Voting! Top5 Taiwan Nignt Market Food(Xiao-chi) of yours

As I am doing the research on Taiwanese Night Market culture and Local Cuisine experience.
Stinky Tofu, Oyster Omelet, Sausage wrapped in glutinous rice, Deep-fried Huge chicken cutlet and Bubble Tea are likely the most well-known Xiao-chi items, which also represent the Taiwanese dining habits you agree?

In your case, what are the TOP5 Night Market foods you recommended, and why? :thumbsup:


My 5.

Oyster omelet, stinky tofu, BBQ squid, fried mushroom, papaya milk.

  1. Poor quality greasy fried shit
  2. Poor quality greasy fried shit
  3. Poor quality greasy fried shit
  4. Poor quality greasy fried shit
  5. Poor quality greasy fried shit

In general, I prefer to eat actual proper food.

[quote=“sandman”]1) Poor quality greasy fried shit
2) Poor quality greasy fried shit
3) Poor quality greasy fried shit
4) Poor quality greasy fried shit
5) Poor quality greasy fried shit

In general, I prefer to eat actual proper food.[/quote]

Hey, I think they are not all fried shit…

maybe not good for everyday meal,
but they are quite tasty one a while. :sunglasses:

and what is actual proper food for you?

You’re quite right! They also sell boiled crap. I forgot about that.

At the Raohe market, we had nice zhu2tong3fan4 (rice in a bamboo tube) and banjiou (grilled pigeon or something like that). There is some good food if you search. Most of it is poor quality, greasy fried crap, though, I agree.

I like the offal. That’s all I like. They knock it up a treat.

Guava in syrup.

That is a very good call. I like that a lot.

Fish balls, just to pick one example, are not fish. I like fish. Fish. I like a whole fish to myself. Or a whole big fillet from a big fish from a clean ocean. In my country we eat fish, not rice flour flavored with fish. This video is a good indication of the abundance of my country. In comparison, nightmarket food sucks (and I like Taiwan a lot, but not for culinary reasons).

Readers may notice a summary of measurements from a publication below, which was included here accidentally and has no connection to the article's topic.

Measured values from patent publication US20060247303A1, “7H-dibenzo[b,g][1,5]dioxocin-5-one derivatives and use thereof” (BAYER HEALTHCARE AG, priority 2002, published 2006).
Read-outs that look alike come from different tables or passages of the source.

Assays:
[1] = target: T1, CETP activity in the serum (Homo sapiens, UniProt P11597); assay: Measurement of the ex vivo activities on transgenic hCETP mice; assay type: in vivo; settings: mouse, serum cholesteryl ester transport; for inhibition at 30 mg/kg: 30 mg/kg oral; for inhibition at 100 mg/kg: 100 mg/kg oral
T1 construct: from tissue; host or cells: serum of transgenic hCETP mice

1. saweima
  2. yusu geng
  3. shaved ice
  4. deep-fried chou dofu
  5. tienbula but only to go with the yusu geng
  1. Tianbula with soup at the end. Gotta have that soup.
  2. Squid geng with mifen and sha cha jiang
  3. Oyster omelette
  4. Chou doufu with lots of garlic and pao cai. It’s not the tofu I like so much as the garlic and soy sauce with the pickled vegetables
  5. Shaved ice: green beans, grass jelly, tang yuan, condensed milk

I don’t really like much of it except for the Hujiao bing at the entrance of Raohe Night Market (awesome!) and the Spicy sesame oil wontons at Shilin. Oyster omelette is a serious bizarre food concept to me - especially the sauce. I don’t think you can find that color in nature. I do have to admit, though, the deep-fried stinky tofu with the pickled cabbage and spicy sauce on the side is not too bad if you get it at the right place. The “famous” sandwich at Miaokou in Keelung is a major disappointment, especially after waiting in a long line.

The Rao he hu jiao bing are great!

I also think their chuun juen is mighty fine.

And for a trifecta, the Pakstani kebab place makes the best street kebabs in Taipei.

For the Jilong NM, I really like their peanut ice cream.

Oh yeah. That guy is the best - he’s still there, eh? Haven’t been there for a while.

I have a thing for 麻辣臭豆腐 (spicy stinky dofu).
And +1 to the shaved-ice recommendation (the ones at ShiLin are pretty good).
Don’t forget the many varieties of 包子 (baozi) … again, the ShiLin ones are hard to beat.

There is (was?) a fried-chicken vendor near the entrance of the Yong-He night market who did the best fried chicken. I bet even Sandman would like it.

I’m also not keen on those oyster thingies, but rou yuan (usually called something like “ba wan” in Taiwanese) have grown on me, even though they do look and feel like large balls of snot.

As for the ‘greasy fried shit’ comment - night market food in Taiwan is like street food in any country. If it’s done badly, it’s just greasy fried shit. If it’s done well, it’s gourmet cuisine. I’m thinking fish’n’chips back home - it can be garbage barely recognisable as food, or it can be really, really good stuff, depending on the ingredients and the chef.

Having grown up in the land of fish’n’chips, I agree 100%. There are plenty of fresh juices, ready-to-eat cut fruits and salad-filled seaweed wraps in night markets. They don’t have to be unhealthy places to eat.

In no particular order:

  1. Stinky Tofu
  2. Turnip Cake
  3. Shaved Ice